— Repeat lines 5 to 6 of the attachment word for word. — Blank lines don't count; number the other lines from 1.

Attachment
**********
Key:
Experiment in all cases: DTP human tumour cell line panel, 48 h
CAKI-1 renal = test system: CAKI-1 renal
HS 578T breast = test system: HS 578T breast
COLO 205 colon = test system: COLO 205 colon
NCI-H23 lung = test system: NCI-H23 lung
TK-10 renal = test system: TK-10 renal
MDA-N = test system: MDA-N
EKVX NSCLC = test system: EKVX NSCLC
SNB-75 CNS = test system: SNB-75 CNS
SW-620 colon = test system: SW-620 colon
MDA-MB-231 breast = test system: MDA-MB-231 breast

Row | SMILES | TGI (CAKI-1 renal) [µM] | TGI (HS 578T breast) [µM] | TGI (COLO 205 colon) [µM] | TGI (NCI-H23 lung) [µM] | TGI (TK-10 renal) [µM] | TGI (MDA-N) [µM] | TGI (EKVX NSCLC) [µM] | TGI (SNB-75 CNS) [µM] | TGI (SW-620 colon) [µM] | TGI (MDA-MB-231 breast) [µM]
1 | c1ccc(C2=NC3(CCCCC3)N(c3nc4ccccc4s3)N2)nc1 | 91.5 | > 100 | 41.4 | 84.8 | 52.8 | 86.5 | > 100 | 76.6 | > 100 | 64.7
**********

COLO 205 colon = test system: COLO 205 colon
NCI-H23 lung = test system: NCI-H23 lung